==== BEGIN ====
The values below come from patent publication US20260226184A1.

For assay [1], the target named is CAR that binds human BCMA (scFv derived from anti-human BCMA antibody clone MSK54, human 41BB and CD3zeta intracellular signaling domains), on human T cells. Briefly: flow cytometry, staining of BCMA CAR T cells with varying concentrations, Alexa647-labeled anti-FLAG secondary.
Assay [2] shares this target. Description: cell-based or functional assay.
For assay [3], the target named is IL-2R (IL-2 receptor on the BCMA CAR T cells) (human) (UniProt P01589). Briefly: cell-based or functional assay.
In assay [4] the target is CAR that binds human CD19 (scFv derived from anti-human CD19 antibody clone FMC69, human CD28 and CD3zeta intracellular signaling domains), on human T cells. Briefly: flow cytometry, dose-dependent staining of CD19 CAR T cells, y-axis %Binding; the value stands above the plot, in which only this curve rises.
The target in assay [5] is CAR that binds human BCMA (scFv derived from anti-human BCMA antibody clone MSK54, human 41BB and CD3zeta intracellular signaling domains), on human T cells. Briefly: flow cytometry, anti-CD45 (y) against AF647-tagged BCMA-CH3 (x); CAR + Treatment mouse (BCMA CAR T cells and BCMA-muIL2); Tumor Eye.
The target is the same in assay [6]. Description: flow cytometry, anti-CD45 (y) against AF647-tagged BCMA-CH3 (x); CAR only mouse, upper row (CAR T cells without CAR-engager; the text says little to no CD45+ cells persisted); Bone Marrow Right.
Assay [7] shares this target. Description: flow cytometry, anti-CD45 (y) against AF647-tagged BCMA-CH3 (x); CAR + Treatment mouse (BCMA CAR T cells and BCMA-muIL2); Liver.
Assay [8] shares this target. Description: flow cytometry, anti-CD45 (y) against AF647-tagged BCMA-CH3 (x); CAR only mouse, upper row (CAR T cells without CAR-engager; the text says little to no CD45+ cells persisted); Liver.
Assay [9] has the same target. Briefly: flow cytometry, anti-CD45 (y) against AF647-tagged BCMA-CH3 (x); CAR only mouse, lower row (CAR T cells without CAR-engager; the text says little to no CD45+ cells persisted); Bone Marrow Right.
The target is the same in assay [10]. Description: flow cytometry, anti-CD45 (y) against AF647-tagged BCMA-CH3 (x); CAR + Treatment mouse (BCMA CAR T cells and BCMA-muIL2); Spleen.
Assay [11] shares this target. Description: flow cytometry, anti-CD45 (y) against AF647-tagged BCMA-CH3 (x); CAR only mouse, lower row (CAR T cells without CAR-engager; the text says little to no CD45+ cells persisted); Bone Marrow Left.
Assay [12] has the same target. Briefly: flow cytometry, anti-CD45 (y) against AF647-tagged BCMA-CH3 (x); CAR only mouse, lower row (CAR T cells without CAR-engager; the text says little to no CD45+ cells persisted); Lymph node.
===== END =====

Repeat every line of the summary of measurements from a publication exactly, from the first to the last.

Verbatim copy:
The values below come from patent publication US20260226184A1.

For assay [1], the target named is CAR that binds human BCMA (scFv derived from anti-human BCMA antibody clone MSK54, human 41BB and CD3zeta intracellular signaling domains), on human T cells. Briefly: flow cytometry, staining of BCMA CAR T cells with varying concentrations, Alexa647-labeled anti-FLAG secondary.
Assay [2] shares this target. Description: cell-based or functional assay.
For assay [3], the target named is IL-2R (IL-2 receptor on the BCMA CAR T cells) (human) (UniProt P01589). Briefly: cell-based or functional assay.
In assay [4] the target is CAR that binds human CD19 (scFv derived from anti-human CD19 antibody clone FMC69, human CD28 and CD3zeta intracellular signaling domains), on human T cells. Briefly: flow cytometry, dose-dependent staining of CD19 CAR T cells, y-axis %Binding; the value stands above the plot, in which only this curve rises.
The target in assay [5] is CAR that binds human BCMA (scFv derived from anti-human BCMA antibody clone MSK54, human 41BB and CD3zeta intracellular signaling domains), on human T cells. Briefly: flow cytometry, anti-CD45 (y) against AF647-tagged BCMA-CH3 (x); CAR + Treatment mouse (BCMA CAR T cells and BCMA-muIL2); Tumor Eye.
The target is the same in assay [6]. Description: flow cytometry, anti-CD45 (y) against AF647-tagged BCMA-CH3 (x); CAR only mouse, upper row (CAR T cells without CAR-engager; the text says little to no CD45+ cells persisted); Bone Marrow Right.
Assay [7] shares this target. Description: flow cytometry, anti-CD45 (y) against AF647-tagged BCMA-CH3 (x); CAR + Treatment mouse (BCMA CAR T cells and BCMA-muIL2); Liver.
Assay [8] shares this target. Description: flow cytometry, anti-CD45 (y) against AF647-tagged BCMA-CH3 (x); CAR only mouse, upper row (CAR T cells without CAR-engager; the text says little to no CD45+ cells persisted); Liver.
Assay [9] has the same target. Briefly: flow cytometry, anti-CD45 (y) against AF647-tagged BCMA-CH3 (x); CAR only mouse, lower row (CAR T cells without CAR-engager; the text says little to no CD45+ cells persisted); Bone Marrow Right.
The target is the same in assay [10]. Description: flow cytometry, anti-CD45 (y) against AF647-tagged BCMA-CH3 (x); CAR + Treatment mouse (BCMA CAR T cells and BCMA-muIL2); Spleen.
Assay [11] shares this target. Description: flow cytometry, anti-CD45 (y) against AF647-tagged BCMA-CH3 (x); CAR only mouse, lower row (CAR T cells without CAR-engager; the text says little to no CD45+ cells persisted); Bone Marrow Left.
Assay [12] has the same target. Briefly: flow cytometry, anti-CD45 (y) against AF647-tagged BCMA-CH3 (x); CAR only mouse, lower row (CAR T cells without CAR-engager; the text says little to no CD45+ cells persisted); Lymph node.